“Whenever the stock market does well, endowments -- just like other institutional investors -- tend to do very well. So last fiscal year -- the year that ended June 30 -- the stock market as measured by the S&P 500 did about 40.8 percent, which is astounding,” said Ken Redd, director of research and policy analysis at the National Association of College and University Business Officers. “So whenever you get a major stock index like that rising, we tend to get very high endowment returns.”

>> Court Awareness: "Other assets, including venture capital, private equity funds and hedge funds, also saw increased performance last fiscal year. Large endowments of $500 million or more are more likely to be invested in venture capital and private equity, whereas small endowments worth $50 million or less invest primarily in U.S. equities, according to the most recent endowment study by NACUBO."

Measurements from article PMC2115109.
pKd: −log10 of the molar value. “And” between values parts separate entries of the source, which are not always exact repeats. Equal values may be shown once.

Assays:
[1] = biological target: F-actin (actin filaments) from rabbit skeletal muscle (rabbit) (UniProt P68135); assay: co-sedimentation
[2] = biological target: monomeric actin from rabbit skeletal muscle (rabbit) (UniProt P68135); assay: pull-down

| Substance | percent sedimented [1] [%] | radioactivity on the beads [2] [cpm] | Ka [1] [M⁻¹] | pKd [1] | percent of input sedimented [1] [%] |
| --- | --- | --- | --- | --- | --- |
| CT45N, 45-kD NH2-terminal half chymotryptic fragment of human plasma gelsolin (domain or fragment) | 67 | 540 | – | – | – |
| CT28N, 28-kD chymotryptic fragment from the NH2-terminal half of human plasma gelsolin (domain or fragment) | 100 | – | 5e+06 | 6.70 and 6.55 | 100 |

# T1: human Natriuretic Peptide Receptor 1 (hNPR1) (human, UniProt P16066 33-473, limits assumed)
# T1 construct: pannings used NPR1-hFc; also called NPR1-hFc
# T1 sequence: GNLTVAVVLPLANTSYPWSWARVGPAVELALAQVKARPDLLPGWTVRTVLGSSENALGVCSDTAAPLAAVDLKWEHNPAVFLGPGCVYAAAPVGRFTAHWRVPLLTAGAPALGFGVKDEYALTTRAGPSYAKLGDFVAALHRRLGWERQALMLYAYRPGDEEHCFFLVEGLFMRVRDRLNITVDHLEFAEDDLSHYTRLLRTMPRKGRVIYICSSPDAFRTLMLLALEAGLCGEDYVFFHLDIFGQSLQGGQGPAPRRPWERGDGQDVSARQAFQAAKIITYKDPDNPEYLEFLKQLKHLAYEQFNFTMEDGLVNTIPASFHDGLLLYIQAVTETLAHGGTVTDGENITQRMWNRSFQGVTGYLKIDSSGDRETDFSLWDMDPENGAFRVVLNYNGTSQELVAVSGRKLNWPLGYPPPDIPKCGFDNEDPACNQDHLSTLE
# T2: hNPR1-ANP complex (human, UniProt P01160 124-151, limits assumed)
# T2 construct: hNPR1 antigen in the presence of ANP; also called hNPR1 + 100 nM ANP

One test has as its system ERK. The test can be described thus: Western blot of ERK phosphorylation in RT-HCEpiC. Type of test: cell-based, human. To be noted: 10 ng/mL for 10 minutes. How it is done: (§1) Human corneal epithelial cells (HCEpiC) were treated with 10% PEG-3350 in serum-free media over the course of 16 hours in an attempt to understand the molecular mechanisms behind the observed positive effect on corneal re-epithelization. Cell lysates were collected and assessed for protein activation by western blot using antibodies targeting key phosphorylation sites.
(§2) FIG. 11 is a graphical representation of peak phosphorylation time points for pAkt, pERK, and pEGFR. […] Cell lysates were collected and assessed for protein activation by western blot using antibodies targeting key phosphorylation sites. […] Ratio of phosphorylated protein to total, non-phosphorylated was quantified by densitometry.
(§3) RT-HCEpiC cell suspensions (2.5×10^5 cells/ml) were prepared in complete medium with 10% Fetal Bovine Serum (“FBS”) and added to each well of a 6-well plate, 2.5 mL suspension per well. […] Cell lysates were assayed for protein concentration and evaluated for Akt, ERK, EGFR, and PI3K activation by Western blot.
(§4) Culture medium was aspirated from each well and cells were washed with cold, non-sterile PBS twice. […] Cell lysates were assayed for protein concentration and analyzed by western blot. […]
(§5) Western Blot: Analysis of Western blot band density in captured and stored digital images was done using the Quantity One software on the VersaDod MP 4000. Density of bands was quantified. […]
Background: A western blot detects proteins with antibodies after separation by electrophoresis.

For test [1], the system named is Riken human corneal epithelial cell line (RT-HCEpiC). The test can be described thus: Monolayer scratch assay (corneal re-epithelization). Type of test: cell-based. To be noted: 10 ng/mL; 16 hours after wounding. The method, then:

>> Be Smart: "The skyrocketing endowment funds don’t translate into cash for colleges and universities. While one-time gains are exciting, colleges do not set their endowment spending strategies based on single-year returns. Instead, they typically use rolling endowment averages to determine how much money to spend from their endowment each year."

>> Keep Reading



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3.  On Their "A" Game
CoSIDA Conference

The College Sports Information Directors of America (CoSIDA) announced their 2020-21 Academic All-America Track and Field/Cross Country teams.